Friday, December 21, 2007

Mother Nature Forms the Baja Peninsula

Trekking Along The Cape Region

If you've ever tried to cut a thin slice of Gorgonzola to
spread on a fresh piece of French bread, then you have an animated
comparison as to how the Baja Peninsula was formed. It simply
cracked and crumbled away from the Atlantic plate on a line now
designated as the San Andreas fault. But that was only 5 or 6
million years ago.
The Baja Peninsula is a Johnny-come-lately in the annuals of
geography. The late Cenozoic period, some 25 million years ago,
recorded the birth of the San Andreas fault. The fault literally
split California apart from northwestern México. Everything west
of México began moving laterally northwest. Mountain building
increased along the San Andreas fault in the north while the
central mountains of Sierra San Francisco and Sierra de la Giganta
in the south emerged through volcanism. As the peninsula separated
from the mainland and moved north along the fault line it was
stretched and thinned.
Even as early as 15 million years ago, during the middle Miocene,
Baja California was still attached to mainland México much further
south and the Gulfo de California (Sea of Cortez) did not yet exist. The peninsula
lay mostly under the Pacific ocean with the exceptions of
northeastern Baja California, the Vizcaíno desert region including
Isla Cedros, and the Cape region.
But about 5 million years ago the continual movement along the
fault commenced to create the Gulf of California. As the basins
opened salt water poured in during that period and flooded as far
north as Palm Springs in California Alta.
By the time the San Andreas fault had awakened this sleeping
peninsular paradise from its millennia old snooze below the oceans
surface, Dinosaurs had been out of vogue for over 60 million years.
As the Gulfo de California( sea of Cortez) opened wider, the coastal plain that was
to become Baja California Norte tipped up like a large wedge of
birthday cake with its frosted edge elevated toward the east.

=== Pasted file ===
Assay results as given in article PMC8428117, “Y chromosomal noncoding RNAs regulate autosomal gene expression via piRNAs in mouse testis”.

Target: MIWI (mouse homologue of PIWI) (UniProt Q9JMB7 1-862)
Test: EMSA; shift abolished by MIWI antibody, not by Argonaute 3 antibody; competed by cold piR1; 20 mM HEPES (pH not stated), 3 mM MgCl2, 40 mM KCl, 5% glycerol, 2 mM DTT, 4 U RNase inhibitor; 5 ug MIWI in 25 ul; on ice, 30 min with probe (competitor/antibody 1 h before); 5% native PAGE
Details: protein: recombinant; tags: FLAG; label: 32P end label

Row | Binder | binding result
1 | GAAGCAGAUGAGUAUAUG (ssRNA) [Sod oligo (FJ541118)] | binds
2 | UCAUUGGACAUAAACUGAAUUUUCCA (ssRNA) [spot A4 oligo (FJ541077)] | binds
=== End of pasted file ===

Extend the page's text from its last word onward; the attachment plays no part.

Rivers that once ran west into the Pacific now emptied eastwardly
into the Gulfo de California (Sea of Cortez).

Cataclysmic changes have occurred during the past 2 million
years. The peninsula has moved some 150 miles to the northwest
during this period, known as the Pleistocene, and has experienced
dramatic climatic changes. The ice ages that have dominated this
period have not deposited glaciers this far south, but it caused
the weather to be both cooler and wetter. Sea level was as low as
60 feet below what it is today and forested lake regions covered
much of northern México including the Baja Peninsula. During the
past 2 thousand years, since the passing of the last ice age, the
sea level has risen some 30 feet, desertification has caused lakes
to dry up, and land masses and mountains formerly attached to the
peninsula has become islands.
The last spectacular evidence that tectonic and seismic activity
continues on the peninsula was the 1746 eruption of the Tres
Vírgenes volcano, northwest of Santa Rosal¡a. The San Andreas,
Agua Blanca, and Cerro Prieto faults continue to be the source of
strong earthquake activity. The peninsula's northwesterly movement
is so measurable, an inch or more a year, that NASA sent a laser
equipped scientific team to Cabo San Lucas in 1988 to record a
triangulation between Mazaltan and, Cabo San Lucas, and Grass Valley,
California. Their finding have not yet been published, but its
unlikely that the Baja Peninsula will become a part of the southern
California coastline in the near future.

Nothing has changed much during the past five hundred years. The
azure waters surrounding the peninsula remain as poignantly blue
and glimmering as they have always been; the pristine beaches
remain white and soft; the craggy cliffs and bolder strewn
encroachments into the Sea of Cortez continue to attest to
cataclysmic forces that gave birth to this uniquely picturesque
desert-seascape during its creation; and the sheltered
coves and natural bays continue to offer sanctuary and respite to
the seafarer searching an escape from the tempestuous winds and
seas that infrequently harass these splendid coastal regions now
designated as Los Cabos.

What was it like then, before the coming of the sport fisher and
the airplane, to trek the twenty odd miles from San José‚ del Cabo
to Cabo San Lucas? What a delight it must have been for the Pericú
providers to tramp the unspoiled terrain for three or four suns on
his rendezvous with finisterra, land's end, where the cold waters
of the not so pacific Pacific collide ferociously with the warm and
tranquil waters of the Mar de Cortez.

Today, Los Cabos is seemingly only a few steps away from becoming
a 21st Century tourist center with modern hotels, instant
communication with the real world, a plethora of fine
restaurants offering cross cultural cuisines, world class fishing,
easy access from the United States and Canada, and a four lane
highway from the Los Cabos International Airport to the door step
of the hotel, home, or condominium of one's choice.

The highway closely follows the path taken by the first
aboriginal explorer who lived so freely and graciously here those
many, many years ago.

There is harshness and brutality at the cape just as there is a
hushed quietude during a moon illumined night, a serenity following
a storm, and a lingering sensuality from its ocean breezes. Cabo
is many things to many people and everything to a few.

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